A vlog about the first day without a mask in Malta. Hope you enjoy it.
To Gozo and Back to Malta in a day with the new Gozo Fast Ferry
Malta is open to tourists once more from the 1st June 2021
So Malta is reopening itself to tourists on the 1st of June 2021 after the second wave. Prior to today, tourists could come to Malta without a negative test, & undergo a paid-for rapid test at the airport. As of today, they have to present a Negative PCR test or a VALID Maltese Vaccine Certificate. Not presenting a PCR test prior to boarding will result in denied boarding. No foreign vaccination certificate will be accepted unless we have a bilateral certificate recognition agreement with ANY country, or till 1st July, when the EU-wide Digital Green Certificate will be used, and bilateral agreements with 3rd countries thereafter only. Mask-wearing is also no longer mandatory on beaches. Please check updated information as this may change in future.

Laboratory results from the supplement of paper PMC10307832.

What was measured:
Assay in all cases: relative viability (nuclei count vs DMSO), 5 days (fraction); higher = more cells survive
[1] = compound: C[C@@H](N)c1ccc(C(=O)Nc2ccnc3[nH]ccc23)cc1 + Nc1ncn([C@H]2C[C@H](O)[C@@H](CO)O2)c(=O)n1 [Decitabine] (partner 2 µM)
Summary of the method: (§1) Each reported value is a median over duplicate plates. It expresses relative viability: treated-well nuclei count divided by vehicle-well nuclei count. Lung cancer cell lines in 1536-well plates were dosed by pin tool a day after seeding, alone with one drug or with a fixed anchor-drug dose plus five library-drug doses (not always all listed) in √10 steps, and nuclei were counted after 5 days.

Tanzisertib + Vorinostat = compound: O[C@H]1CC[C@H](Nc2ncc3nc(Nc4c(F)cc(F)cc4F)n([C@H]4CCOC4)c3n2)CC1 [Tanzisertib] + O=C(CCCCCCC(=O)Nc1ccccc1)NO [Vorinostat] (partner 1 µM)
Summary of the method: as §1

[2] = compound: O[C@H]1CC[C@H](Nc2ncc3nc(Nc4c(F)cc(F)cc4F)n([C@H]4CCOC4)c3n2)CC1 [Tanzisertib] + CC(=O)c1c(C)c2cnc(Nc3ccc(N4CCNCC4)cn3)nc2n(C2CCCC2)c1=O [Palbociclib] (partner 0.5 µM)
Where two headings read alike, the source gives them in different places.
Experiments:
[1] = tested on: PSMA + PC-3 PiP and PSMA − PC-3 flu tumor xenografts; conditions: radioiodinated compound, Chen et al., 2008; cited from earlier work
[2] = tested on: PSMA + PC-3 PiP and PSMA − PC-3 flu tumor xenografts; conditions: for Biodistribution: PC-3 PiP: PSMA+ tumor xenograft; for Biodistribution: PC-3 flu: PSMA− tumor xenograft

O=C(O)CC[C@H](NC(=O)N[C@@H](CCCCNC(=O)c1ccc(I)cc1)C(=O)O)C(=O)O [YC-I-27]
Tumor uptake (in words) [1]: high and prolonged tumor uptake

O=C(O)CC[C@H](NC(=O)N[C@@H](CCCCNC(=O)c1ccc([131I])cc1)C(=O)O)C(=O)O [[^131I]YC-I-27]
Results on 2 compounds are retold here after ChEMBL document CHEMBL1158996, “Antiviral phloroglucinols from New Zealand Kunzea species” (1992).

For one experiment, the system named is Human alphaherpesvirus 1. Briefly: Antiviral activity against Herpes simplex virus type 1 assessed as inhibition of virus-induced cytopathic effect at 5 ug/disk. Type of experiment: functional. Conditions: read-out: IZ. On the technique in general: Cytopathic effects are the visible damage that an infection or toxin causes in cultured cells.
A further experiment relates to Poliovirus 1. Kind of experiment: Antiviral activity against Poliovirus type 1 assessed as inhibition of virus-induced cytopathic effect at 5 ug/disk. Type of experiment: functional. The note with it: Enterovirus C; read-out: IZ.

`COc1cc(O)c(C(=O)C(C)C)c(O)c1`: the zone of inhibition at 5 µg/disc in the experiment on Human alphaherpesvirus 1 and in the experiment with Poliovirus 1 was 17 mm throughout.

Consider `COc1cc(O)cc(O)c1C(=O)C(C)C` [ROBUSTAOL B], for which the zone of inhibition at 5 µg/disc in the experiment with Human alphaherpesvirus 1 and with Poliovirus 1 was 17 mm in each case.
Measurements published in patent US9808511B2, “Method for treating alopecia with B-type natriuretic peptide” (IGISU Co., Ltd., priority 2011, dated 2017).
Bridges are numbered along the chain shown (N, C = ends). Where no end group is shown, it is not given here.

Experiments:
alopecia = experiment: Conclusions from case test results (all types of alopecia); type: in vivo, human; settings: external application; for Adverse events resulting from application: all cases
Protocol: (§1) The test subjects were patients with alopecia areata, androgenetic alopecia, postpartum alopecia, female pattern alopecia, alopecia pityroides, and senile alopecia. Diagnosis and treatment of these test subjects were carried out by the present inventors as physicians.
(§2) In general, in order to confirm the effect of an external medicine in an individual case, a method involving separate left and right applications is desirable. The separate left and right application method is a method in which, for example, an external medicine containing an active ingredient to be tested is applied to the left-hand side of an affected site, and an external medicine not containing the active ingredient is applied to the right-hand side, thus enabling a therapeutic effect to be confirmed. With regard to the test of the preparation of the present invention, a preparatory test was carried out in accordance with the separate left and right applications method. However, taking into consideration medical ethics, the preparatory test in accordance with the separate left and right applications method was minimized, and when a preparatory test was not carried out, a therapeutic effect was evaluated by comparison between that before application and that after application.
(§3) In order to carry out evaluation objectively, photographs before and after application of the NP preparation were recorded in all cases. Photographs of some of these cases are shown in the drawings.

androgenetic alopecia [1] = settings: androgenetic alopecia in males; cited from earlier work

The Gut Malta: Walking in Strait Street Valletta
Realised I hadn’t posted this video here..
The Gut Malta: Walking in Strait Street Valletta, Malta’s Historic Red Light Area on 1st May 2021. I review its history, showing some old photos while walking in the street. You might not be able to visit Malta right now, this way you can see it. Known as “The Gut”, or “Strait Street” (Strada Stretta in Maltese), this street was the focus of entertainment, nightlife and even prostitution ever since the 18th century up to the mid-20th century when the soldiers, sailors and Maltese would meet up here. Barmen and Maltese ladies pined for the British sailors here. It’s still vibrant, though not right now due to the pandemic. In the evenings there are bars and live music. Following Malta’s independence in 1964, and thus the lack of foreign servicemen, it effectively closed down. But the stigma of the place remained. Marks and Spencer opened an annexe in the street in 2003 and built a bridge to “protect” customers and bring them over the street instead of along it.